Who is Cy Vance? The complicated, media-savvy public career of the prosecutor who let Weinstein walk

First elected in 2010, Cyrus Vance Jr. was long among the most important faces of the criminal justice reform movement, at least in the press.

Manhattan District Attorney Cy Vance, center, flanked by Gov. Andrew Cuomo, left, and Bronx DA Robert Johnson and Nassau County DA Kathleen Rice, right in 2013. CREDIT: AP Photo/Bebeto Matthews
Manhattan District Attorney Cy Vance, center, flanked by Gov. Andrew Cuomo, left, and Bronx DA Robert Johnson and Nassau County DA Kathleen Rice, right in 2013. CREDIT: AP Photo/Bebeto Matthews

To be the District Attorney for Manhattan is to live in the spotlight. But for working Americans outside New York City media circles, Cy Vance (D) is not the same kind of household name — and now he’s getting the kind of introduction to the rest of the country that gives politicians nightmares.

Vance has popped up in two alarming national media stories in recent weeks. This week it was Harvey Weinstein, the now-disgraced sexual predator who all but ran Hollywood for the past few decades, and who Vance declined to pursue on criminal charges despite holding the sex crime equivalent of smoking-gun evidence. Last week it was President Donald Trump’s children who got a pass from the second-term Manhattan DA, after a deep investigation suggested they had broken the law in their real estate dealings. In each case, Vance turned out to have gotten campaign cash from someone connected to the powerful people whose scalps Vance opted not to chase.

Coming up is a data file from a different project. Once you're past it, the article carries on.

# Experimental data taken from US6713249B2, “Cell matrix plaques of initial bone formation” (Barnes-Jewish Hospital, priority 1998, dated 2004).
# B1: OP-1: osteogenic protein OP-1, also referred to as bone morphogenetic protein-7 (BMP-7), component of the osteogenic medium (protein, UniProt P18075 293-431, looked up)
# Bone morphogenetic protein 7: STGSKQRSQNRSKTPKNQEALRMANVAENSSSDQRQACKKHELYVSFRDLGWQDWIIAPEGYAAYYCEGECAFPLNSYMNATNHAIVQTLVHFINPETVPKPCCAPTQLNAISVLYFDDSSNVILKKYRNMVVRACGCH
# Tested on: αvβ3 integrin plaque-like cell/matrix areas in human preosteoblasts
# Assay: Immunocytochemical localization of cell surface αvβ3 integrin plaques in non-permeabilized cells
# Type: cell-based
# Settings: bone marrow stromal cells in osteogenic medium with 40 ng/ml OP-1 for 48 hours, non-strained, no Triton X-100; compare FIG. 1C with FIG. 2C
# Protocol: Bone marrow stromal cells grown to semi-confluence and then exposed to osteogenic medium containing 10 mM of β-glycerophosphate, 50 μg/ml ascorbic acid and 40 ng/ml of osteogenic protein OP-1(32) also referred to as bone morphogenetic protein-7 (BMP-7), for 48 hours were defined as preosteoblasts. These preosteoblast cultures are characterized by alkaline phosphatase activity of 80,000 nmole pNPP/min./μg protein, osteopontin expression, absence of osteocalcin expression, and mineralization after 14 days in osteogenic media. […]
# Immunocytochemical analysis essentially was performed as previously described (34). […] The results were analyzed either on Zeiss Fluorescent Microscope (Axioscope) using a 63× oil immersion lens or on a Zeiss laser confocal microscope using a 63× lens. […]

These are not the kinds of stories you want to put you on the map outside your own city.

Vance has for years cultivated his reputation with media and political elites, appearing repeatedly as an avatar for the centrist, bipartisan criminal justice reform movement of the Obama years. After local activists managed to get reporters to pay attention to New York’s disproportionately harsh treatment of people who ride the subway without paying a fare, Vance ended the 20-year-long practice of immediately dragging fare-beaters through the courts every time they are caught and replaced it with a more flexible policy on the offense. Changes to how subway turnstiles are policed are a surefire way to get press in New York, given their connection to the abusive legacy of “broken windows” policing.